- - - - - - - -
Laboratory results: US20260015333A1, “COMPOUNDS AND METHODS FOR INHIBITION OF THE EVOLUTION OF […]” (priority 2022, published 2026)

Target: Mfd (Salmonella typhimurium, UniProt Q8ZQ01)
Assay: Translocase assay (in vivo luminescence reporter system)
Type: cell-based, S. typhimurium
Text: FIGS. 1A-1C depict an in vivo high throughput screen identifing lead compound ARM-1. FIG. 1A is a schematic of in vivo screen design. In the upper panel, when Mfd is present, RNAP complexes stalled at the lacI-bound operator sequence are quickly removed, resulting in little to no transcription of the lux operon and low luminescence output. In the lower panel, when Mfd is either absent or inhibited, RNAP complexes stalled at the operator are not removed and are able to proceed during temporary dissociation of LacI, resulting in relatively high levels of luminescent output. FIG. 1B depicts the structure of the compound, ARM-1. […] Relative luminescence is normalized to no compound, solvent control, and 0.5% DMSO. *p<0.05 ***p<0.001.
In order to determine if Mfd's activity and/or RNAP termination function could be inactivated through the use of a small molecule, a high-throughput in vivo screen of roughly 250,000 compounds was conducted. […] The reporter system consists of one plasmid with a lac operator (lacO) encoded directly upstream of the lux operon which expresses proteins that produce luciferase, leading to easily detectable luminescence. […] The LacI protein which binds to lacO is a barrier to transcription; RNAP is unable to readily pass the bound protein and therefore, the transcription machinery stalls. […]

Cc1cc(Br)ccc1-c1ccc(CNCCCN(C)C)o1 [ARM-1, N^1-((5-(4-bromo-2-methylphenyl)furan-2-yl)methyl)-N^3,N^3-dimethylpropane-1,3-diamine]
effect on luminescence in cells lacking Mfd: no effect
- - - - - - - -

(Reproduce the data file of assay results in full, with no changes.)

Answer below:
Laboratory results: US20260015333A1, “COMPOUNDS AND METHODS FOR INHIBITION OF THE EVOLUTION OF […]” (priority 2022, published 2026)

Target: Mfd (Salmonella typhimurium, UniProt Q8ZQ01)
Assay: Translocase assay (in vivo luminescence reporter system)
Type: cell-based, S. typhimurium
Text: FIGS. 1A-1C depict an in vivo high throughput screen identifing lead compound ARM-1. FIG. 1A is a schematic of in vivo screen design. In the upper panel, when Mfd is present, RNAP complexes stalled at the lacI-bound operator sequence are quickly removed, resulting in little to no transcription of the lux operon and low luminescence output. In the lower panel, when Mfd is either absent or inhibited, RNAP complexes stalled at the operator are not removed and are able to proceed during temporary dissociation of LacI, resulting in relatively high levels of luminescent output. FIG. 1B depicts the structure of the compound, ARM-1. […] Relative luminescence is normalized to no compound, solvent control, and 0.5% DMSO. *p<0.05 ***p<0.001.
In order to determine if Mfd's activity and/or RNAP termination function could be inactivated through the use of a small molecule, a high-throughput in vivo screen of roughly 250,000 compounds was conducted. […] The reporter system consists of one plasmid with a lac operator (lacO) encoded directly upstream of the lux operon which expresses proteins that produce luciferase, leading to easily detectable luminescence. […] The LacI protein which binds to lacO is a barrier to transcription; RNAP is unable to readily pass the bound protein and therefore, the transcription machinery stalls. […]

Cc1cc(Br)ccc1-c1ccc(CNCCCN(C)C)o1 [ARM-1, N^1-((5-(4-bromo-2-methylphenyl)furan-2-yl)methyl)-N^3,N^3-dimethylpropane-1,3-diamine]
effect on luminescence in cells lacking Mfd: no effect